‘The Black Balloon’ – A brotherly challenge like no other

‘The Black Balloon’ – A brotherly challenge like no other

blackballoon

The Aussie charmer “The Black Balloon” traffics in one of film’s most dangerous terrains – the mentally challenged protagonist.

Handle with care and you get “Rain Man.” Stumble and you’re left with “The Other Sister.”

Yet “Balloon” charts its own naturalistic course, relying less on easy sight gags and more on the complications that come from having a mentally challenged sibling.

“Balloon” stars Rhys Wakefield as Thomas, a nearly 16-year-old teen trying to juggle adolescence while coping with an older, autistic brother named Charlie (Luke Ford).

Charlie’s needs consumer Thomas’ family, from his very pregnant mom, Maggie (Toni Collette) to his father, Simon (Erik Thomson).

They never know when Charlie will burst out of the house wearing only his underwear or use his own excrement for an impromptu art project.

Thomas knows how to cope with Charlie, but he’s less secure in juggling both his brother and the affections of a beautiful school mate (Gemma Ward).

Writer/director Elissa Down grew up with two autistic brothers, and there’s rarely a moment in “The Black Balloon” which feels forced or inauthentic. She draws compelling performances from all the key players, including an utterly convincing Ford playing a man locked in his own childish world.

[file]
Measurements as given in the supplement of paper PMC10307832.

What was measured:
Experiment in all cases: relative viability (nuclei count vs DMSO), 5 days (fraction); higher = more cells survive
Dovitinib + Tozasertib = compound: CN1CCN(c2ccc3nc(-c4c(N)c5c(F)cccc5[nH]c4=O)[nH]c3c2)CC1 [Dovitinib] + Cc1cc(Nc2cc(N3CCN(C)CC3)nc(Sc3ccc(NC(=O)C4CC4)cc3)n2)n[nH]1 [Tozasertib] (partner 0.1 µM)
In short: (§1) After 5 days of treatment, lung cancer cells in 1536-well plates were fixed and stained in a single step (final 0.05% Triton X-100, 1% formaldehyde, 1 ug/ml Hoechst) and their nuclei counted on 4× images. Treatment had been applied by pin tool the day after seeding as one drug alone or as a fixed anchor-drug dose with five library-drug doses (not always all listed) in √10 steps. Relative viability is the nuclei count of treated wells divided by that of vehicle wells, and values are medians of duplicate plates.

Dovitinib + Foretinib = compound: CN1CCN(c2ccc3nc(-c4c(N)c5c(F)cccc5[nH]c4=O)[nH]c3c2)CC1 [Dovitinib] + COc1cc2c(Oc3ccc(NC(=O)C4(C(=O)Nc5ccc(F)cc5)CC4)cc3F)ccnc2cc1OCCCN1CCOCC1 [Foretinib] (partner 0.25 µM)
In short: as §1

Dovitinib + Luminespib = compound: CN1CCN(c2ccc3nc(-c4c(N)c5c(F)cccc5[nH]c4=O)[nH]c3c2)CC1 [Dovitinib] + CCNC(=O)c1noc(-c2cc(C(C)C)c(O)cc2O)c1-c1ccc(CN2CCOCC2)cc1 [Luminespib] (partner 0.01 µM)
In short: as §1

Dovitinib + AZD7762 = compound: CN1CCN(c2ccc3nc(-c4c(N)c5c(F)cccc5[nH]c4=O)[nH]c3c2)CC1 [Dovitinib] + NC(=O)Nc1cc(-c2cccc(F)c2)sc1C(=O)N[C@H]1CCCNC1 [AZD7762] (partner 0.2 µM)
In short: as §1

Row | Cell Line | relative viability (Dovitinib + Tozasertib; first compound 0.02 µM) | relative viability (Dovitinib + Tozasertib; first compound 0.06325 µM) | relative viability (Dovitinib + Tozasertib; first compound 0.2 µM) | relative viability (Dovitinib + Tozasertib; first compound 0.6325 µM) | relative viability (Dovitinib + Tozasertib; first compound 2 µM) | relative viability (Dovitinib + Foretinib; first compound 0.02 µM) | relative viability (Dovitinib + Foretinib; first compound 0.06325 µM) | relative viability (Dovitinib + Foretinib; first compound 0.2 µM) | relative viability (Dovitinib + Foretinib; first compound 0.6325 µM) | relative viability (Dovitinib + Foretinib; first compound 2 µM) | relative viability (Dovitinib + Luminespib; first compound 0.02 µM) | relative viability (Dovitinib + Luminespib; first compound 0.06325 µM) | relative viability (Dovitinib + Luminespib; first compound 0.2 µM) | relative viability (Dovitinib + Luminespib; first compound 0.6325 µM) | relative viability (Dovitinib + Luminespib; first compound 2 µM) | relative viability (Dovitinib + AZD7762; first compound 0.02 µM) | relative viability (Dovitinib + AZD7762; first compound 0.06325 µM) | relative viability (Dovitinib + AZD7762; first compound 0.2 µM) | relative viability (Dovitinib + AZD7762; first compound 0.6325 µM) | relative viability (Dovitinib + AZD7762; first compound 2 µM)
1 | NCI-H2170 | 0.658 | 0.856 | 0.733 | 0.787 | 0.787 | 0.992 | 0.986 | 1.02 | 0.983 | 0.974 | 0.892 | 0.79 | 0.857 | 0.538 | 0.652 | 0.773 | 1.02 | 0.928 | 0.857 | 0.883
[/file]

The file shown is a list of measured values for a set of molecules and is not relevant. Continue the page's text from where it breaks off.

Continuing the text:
The story doesn’t move in ways one might expect – or dread. Thomas’ budding romance is heartfelt, not pre-programmed. Maggie’s maternal instincts seem highly attuned, yet she doesn’t give Thomas the attention he deserves.

Thomson’s character is the sleeper in the bunch, a military man who has trouble commanding his sick wife to stay in bed. But he’s neither a boob nor someone to be pitied. It’s a measure of the film’s depth that a supporting character is given so many realistic shades.

The second to last scene in the film does ring hollow, a callow retread of  “Little Miss Sunshine’s” manufactured finale. It’s the one moment in which the movie falls for the easy emotional moment.

In every other way “The Black Balloon” represents Down’s fresh vision of a mostly unconventional family unit.

(Photo: Luke Ford and Rhys Wakefield play brothers in the new Australian drama “The Black Balloon.”)

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A tale of two performances — WHAT WOULD TOTO WATCH?
May 6, 2009 at 2:30 am

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